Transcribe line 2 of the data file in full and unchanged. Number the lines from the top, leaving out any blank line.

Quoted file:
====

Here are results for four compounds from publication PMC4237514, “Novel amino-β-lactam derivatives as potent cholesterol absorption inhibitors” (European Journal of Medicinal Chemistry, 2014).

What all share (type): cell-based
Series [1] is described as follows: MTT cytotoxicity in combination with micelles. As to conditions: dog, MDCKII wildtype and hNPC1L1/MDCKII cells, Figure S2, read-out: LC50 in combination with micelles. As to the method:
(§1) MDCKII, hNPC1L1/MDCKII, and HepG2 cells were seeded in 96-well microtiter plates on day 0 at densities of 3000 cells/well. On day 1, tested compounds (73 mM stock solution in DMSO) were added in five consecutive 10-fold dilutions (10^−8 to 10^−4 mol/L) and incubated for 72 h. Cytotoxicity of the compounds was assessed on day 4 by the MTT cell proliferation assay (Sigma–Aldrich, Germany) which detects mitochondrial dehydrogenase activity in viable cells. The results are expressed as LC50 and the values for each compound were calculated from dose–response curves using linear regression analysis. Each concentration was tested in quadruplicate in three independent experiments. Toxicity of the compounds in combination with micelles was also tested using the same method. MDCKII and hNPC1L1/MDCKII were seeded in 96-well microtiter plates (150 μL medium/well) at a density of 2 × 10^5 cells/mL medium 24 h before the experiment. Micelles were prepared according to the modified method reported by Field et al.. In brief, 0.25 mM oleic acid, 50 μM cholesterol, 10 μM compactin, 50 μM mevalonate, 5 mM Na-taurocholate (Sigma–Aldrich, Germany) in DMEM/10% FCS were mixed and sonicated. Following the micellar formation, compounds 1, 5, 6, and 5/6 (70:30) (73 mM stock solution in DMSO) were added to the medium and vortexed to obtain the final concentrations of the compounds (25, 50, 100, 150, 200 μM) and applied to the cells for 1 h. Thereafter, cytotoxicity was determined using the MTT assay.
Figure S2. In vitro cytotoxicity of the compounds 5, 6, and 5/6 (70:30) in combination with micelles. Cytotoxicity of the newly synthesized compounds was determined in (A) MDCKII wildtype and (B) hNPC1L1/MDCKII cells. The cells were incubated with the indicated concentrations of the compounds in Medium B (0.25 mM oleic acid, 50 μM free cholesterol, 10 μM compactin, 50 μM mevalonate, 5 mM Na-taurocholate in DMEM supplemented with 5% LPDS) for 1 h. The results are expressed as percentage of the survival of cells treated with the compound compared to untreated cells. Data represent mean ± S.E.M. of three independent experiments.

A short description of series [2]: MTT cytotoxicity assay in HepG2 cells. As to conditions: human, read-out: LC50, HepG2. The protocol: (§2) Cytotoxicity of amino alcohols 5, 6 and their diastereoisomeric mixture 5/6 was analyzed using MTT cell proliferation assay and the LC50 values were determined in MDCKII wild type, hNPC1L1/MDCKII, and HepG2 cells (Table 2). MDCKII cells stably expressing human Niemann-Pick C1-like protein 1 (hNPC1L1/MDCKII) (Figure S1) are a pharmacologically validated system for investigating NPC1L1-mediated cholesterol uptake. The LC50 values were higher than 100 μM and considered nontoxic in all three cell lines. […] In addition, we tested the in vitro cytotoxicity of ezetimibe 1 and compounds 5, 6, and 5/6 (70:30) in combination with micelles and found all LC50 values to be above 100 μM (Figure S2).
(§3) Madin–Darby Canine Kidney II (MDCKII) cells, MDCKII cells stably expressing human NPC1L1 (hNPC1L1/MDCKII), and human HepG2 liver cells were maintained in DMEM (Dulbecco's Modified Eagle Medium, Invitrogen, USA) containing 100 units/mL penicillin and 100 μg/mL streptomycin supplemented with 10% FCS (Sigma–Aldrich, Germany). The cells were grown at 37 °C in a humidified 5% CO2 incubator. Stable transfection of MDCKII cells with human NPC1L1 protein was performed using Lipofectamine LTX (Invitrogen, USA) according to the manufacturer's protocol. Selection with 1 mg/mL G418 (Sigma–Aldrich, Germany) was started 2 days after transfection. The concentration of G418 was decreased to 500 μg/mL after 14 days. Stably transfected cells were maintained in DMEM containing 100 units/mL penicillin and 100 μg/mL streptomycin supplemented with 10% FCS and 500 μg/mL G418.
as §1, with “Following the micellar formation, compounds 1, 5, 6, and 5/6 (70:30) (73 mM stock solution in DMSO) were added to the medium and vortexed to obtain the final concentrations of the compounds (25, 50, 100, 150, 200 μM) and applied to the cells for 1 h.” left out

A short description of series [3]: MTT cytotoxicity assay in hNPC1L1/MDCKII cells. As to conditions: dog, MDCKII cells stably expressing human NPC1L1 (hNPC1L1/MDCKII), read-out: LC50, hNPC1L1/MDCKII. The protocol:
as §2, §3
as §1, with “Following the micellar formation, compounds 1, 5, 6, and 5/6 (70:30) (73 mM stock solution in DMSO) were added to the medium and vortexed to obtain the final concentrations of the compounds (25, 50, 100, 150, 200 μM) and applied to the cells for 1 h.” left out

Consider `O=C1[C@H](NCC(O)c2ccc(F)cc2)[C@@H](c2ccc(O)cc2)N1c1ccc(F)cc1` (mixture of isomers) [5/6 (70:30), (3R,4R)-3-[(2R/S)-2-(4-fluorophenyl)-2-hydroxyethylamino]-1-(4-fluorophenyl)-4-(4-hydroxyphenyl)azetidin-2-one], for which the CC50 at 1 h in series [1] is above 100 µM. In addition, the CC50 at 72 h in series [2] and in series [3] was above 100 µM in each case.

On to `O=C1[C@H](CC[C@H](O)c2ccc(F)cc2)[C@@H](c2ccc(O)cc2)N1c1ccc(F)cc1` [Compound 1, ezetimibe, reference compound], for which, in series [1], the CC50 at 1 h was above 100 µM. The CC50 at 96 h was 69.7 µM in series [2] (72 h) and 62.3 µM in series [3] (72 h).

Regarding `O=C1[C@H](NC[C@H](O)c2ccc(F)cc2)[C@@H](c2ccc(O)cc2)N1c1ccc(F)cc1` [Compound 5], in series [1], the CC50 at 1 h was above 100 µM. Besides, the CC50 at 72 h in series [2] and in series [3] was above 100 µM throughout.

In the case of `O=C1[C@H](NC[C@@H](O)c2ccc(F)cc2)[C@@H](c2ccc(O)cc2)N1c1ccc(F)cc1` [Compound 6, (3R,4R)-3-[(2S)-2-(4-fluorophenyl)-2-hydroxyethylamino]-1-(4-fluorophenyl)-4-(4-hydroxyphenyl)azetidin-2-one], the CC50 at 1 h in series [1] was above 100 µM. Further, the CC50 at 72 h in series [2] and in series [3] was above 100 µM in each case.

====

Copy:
What all share (type): cell-based